Monthly Archives: February 2016

How One Person’s Views on Life, Death & Snickers Bars were Forever Changed

So, there’s this coroner who invited thousands of strangers to ask her questions about death. Sounds like a pretty weird invitation, right? My first thought upon discovering this, was, “What kind of weirdo’s actually want to talk about death?” I, myself, had done a pretty good job at completely avoiding any and every aspect of death, and thoroughly intended to keep it that way. However, my curiosity was piqued and I had a bit of time on my hands, so I began reading. Plus, I kind of wanted to see what types of questions these death crazed maniacs were asking.
One of the first question was from someone wondering the strangest thing the coroner had ever found in a body. Jacquie, the coroner, replied, “A fun-sized Snickers bar and a remote control. It was pretty awkward returning that remote to the family…” Another person chimed in and said, “Wait, you returned the remote, but what did you do with the Snickers?” Jacquie quickly replied, “I ate the Snickers bar.”  *Insert face of shock and horror*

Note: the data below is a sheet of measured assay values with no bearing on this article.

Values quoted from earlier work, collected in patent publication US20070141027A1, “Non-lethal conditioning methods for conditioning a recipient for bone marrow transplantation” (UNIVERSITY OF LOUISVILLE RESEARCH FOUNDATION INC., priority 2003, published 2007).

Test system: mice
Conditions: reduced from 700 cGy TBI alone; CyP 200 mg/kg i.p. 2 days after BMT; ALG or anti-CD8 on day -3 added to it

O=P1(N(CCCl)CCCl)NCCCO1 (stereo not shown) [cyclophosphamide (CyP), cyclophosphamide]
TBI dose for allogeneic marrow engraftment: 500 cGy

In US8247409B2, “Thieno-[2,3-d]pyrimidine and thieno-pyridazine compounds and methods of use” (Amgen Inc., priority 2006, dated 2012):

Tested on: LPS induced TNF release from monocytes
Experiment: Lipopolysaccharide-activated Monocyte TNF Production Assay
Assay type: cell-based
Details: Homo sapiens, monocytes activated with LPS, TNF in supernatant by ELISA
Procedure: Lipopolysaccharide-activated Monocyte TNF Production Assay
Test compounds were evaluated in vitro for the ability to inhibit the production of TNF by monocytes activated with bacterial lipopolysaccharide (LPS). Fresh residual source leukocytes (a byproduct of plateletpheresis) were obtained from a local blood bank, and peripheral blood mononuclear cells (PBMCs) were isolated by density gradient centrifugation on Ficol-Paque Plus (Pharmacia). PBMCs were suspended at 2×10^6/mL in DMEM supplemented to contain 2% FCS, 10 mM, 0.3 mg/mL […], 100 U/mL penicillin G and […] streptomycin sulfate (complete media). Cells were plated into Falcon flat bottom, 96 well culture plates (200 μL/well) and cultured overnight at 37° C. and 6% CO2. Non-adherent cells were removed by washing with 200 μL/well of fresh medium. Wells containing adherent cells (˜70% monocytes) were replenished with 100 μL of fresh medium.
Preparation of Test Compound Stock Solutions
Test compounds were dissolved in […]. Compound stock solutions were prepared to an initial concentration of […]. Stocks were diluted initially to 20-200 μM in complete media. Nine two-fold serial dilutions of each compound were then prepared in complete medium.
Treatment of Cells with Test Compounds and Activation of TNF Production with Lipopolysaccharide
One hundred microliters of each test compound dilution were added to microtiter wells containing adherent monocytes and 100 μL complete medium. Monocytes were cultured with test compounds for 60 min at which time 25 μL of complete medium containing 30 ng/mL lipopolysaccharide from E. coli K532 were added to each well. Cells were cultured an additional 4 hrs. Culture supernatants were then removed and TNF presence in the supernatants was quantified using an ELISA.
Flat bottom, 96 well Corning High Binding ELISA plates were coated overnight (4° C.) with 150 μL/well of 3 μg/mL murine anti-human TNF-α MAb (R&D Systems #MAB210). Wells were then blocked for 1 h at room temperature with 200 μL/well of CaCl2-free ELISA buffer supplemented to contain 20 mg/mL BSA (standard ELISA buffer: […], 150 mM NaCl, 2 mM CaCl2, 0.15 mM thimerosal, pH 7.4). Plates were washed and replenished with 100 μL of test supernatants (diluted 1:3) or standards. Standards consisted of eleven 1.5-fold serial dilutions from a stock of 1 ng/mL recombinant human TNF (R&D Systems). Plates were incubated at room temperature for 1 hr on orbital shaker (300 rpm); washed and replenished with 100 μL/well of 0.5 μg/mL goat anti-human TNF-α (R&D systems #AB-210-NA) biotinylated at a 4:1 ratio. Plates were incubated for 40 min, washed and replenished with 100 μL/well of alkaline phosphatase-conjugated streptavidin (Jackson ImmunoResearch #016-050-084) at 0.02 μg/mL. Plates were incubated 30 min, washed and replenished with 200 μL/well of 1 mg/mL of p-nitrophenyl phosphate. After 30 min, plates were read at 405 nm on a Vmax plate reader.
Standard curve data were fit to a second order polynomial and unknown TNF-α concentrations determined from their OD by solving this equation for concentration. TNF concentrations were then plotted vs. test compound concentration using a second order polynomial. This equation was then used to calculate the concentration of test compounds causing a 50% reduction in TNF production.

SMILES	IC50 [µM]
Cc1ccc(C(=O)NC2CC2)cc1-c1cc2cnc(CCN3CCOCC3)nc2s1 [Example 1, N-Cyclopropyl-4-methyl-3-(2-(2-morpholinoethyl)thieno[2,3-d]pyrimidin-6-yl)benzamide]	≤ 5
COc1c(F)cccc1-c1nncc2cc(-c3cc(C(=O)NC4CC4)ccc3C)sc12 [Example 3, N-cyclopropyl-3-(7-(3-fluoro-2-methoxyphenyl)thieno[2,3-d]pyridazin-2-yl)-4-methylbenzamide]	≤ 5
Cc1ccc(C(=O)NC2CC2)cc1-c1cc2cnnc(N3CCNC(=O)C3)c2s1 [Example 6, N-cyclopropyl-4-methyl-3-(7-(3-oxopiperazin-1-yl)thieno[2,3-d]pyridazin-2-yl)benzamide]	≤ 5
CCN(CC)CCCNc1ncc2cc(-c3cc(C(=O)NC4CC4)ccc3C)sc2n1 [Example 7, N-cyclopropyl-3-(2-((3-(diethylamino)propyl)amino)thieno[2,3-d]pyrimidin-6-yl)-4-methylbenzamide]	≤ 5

It was at that moment that I became hooked (and found myself thinking, “No friggin’ way! Is this real life?!” Over and over again). This coroner was clearly hilarious, and the questions were both interesting and informative. I figured, “hey, if you can’t beat ‘em, join ‘em,” and spent the next few days delving in to this collection of questions and answers. There were plenty of interesting questions about if Jacquie had ever encountered ghosts, the unsolvable or scary cases she has worked, how she would like to die, and how in the world did she ever decide to become a coroner? Mixed in were heartfelt stories of people who had experienced loss. There were things they had always wondered about and needed the answers to help with their healing journey. Others were genuinely curious about the options we all have for our body when we die and the pure logistics of how the process actually works. One person even asked how a decomposing body really smells? (I can guarantee the coroner’s explanation is not what you think, and entirely doable for you folks who want experience it at home. Any DIYers in the room?)